Co-opetition: How Companies Use Asset Sharing to Overcome Logistics Challenges

Dedicated Transportation, Food & Beverage, Supply Chain
December 22, 2016

Reefer RentalLike most forward-thinking concepts in the supply chain space, the idea of “shared networks,” the “Uberization” of freight, and the optimization of the nation’s truckload capacity have been discussed at industry conferences and on webcasts, yet there are few real-life examples showing how it works.

The good news is that asset sharing—warehouses, trucks, and/or drivers—is helping companies meet the demands of customers and work more efficiently.

In addition, 30% of companies that outsource logistics are growing their usage of load sharing in particular, according to the 2016 Third-Party Logistics Study. As demand grows, logistics experts are positioning services to make sure their customers reap maximal benefits of sharing. Ryder, for instance, is developing LoadSmart to make sure trucks are packed to the gills, not only when they leave a factory or distribution center, but also on the way back.

With only so much warehouse and transportation space available, food companies are looking for ways to collaborate with peers, and even competitors, to drive efficiencies, improve service, and manage costs. With a client roster that includes the top 10 food and beverage companies in the United States, Ryder has helped build solutions for these companies by providing shared facilities and transportation networks.

Shared networks can quickly lead to improved asset utilization for companies, whether it’s warehouses or trucks. By sharing space, they are also sharing costs—which will lower their overall supply chain cost and improve cash-to-cash cycles. In California for example, Ryder works with two competing grocers who share fleet assets and drivers across their net¬works.

With stores needing to stock their shelves more frequently, while not keeping much inventory in the stock room, these grocers were tasked with sending smaller shipments closer to the time of sale. They were shipping at LTL rates, but through Ryder and its route optimization capabilities, the grocers were able to use the same trucks to ship their goods at preferred rates. This results in improved inventory and product fresh¬ness and cuts down on wasted deliveries. Plus, the shared network is smooth; the shipper has full visibility of its shipments, and is ensured its products reach the shelves on time.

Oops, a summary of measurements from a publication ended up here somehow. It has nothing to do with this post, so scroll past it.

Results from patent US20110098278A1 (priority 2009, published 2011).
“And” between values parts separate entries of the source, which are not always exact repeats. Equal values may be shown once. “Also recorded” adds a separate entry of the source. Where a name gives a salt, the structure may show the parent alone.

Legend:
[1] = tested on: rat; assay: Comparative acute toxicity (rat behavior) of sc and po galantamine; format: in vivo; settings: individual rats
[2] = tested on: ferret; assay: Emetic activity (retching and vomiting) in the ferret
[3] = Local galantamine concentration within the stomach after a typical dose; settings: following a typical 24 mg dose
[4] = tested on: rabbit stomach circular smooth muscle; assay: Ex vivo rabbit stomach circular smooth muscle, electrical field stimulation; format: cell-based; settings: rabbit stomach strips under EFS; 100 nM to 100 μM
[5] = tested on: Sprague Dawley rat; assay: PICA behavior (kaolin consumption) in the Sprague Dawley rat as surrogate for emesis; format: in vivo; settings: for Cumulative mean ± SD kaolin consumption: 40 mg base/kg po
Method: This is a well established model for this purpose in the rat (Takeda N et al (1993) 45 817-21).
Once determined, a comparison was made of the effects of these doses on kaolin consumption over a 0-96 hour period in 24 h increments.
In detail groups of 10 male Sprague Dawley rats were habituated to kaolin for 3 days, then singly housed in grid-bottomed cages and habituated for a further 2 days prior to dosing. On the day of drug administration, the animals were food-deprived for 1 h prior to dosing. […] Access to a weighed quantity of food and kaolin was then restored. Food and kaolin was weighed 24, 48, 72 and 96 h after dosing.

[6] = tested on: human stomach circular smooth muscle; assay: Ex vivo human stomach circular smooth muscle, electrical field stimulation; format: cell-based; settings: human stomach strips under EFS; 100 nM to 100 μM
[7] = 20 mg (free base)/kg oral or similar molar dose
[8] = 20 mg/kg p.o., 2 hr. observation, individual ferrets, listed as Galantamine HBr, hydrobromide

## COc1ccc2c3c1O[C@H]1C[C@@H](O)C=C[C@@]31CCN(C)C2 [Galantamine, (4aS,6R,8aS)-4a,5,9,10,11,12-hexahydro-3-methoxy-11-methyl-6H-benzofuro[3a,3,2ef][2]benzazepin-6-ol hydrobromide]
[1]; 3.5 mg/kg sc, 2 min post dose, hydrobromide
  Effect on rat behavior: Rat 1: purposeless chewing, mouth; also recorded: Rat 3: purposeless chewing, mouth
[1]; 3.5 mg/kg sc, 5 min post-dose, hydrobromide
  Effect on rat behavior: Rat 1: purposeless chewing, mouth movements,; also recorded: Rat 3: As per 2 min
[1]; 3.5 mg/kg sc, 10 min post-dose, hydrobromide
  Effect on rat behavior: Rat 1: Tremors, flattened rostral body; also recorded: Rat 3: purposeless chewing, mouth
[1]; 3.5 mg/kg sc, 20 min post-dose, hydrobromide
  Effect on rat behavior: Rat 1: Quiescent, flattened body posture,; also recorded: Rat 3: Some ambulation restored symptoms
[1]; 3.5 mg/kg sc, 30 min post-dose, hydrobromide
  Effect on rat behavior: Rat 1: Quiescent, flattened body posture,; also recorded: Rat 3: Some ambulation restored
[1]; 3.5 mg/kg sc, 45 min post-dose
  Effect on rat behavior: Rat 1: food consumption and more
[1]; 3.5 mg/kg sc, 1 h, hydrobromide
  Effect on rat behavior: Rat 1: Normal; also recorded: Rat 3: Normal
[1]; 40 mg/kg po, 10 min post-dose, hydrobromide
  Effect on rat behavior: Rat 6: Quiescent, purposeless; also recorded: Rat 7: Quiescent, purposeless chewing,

Customers’ expectations are met, and the shipper benefits from lower transportation costs, improved on-time delivery, and higher customer service levels. As consumer demands grow and the speed of business accelerates, companies in some industries are looking at opportunities to share transportation and logistics resources for greater efficiency and faster delivery.

Companies in many industries, face common issues such as a shortage of drivers and capac¬ity fluctuations. They often have fleets traveling similar routes to the same or nearby destinations. Ryder also provides multi-client packaging and warehouse facilities. This allows companies to not only share warehouse space, but save on operating costs. Examples of this can be found in the consumer packaged goods, oil & gas, retail, and healthcare industries.

By offering multi-client ware¬house facilities and shared drivers and equipment, Ryder is helping these companies work faster and more efficiently. By outsourcing to a third party logistics provider (3PL) such as Ryder, shippers can outsource the disruption. Ryder sees these disruptions all the time, and because of its experience, we can see disrup¬tions before they come. Third party logistics providers, like Ryder, can help shippers reduce cost, increase efficiency, become more flexible, speed up their supply chain, and keep their products moving.

To find out more about Ryder’s solutions or to request more information, click here.

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